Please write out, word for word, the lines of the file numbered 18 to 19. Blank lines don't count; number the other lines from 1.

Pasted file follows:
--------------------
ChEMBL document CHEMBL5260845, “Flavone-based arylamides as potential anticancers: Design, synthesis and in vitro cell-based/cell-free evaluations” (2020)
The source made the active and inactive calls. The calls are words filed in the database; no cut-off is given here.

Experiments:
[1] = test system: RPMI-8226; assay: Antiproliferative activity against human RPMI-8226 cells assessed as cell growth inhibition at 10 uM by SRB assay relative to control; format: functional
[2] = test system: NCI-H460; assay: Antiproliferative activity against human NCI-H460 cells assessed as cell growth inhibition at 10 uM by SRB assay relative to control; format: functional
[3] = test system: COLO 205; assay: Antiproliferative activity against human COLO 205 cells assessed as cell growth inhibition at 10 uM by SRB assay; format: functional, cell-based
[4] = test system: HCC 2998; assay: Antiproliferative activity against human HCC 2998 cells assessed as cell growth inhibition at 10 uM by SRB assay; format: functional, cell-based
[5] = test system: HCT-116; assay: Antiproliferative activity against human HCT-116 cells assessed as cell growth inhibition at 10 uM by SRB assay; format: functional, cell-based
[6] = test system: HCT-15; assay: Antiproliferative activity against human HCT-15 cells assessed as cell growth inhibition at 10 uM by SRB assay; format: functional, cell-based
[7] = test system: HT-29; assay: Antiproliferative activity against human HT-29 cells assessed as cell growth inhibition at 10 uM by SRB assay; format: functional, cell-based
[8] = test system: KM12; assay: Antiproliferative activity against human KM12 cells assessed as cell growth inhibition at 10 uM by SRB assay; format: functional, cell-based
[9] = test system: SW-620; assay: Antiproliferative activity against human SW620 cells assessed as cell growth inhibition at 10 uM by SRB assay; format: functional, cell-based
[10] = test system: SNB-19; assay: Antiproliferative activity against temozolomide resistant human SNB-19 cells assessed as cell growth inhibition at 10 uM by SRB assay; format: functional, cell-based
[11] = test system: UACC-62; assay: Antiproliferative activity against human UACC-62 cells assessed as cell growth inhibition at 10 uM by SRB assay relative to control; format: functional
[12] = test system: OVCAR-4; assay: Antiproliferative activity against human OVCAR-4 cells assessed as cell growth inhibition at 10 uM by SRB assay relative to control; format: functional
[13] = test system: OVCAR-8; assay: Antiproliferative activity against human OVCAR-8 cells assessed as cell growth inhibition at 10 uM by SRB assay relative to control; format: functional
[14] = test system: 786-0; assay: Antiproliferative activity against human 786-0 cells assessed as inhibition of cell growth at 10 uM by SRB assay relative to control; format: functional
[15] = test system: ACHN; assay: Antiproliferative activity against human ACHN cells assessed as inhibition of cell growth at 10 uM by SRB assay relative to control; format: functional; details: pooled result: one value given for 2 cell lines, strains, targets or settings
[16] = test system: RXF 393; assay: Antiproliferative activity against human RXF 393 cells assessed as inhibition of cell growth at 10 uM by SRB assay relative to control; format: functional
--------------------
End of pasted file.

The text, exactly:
[15] = test system: ACHN; assay: Antiproliferative activity against human ACHN cells assessed as inhibition of cell growth at 10 uM by SRB assay relative to control; format: functional; details: pooled result: one value given for 2 cell lines, strains, targets or settings
[16] = test system: RXF 393; assay: Antiproliferative activity against human RXF 393 cells assessed as inhibition of cell growth at 10 uM by SRB assay relative to control; format: functional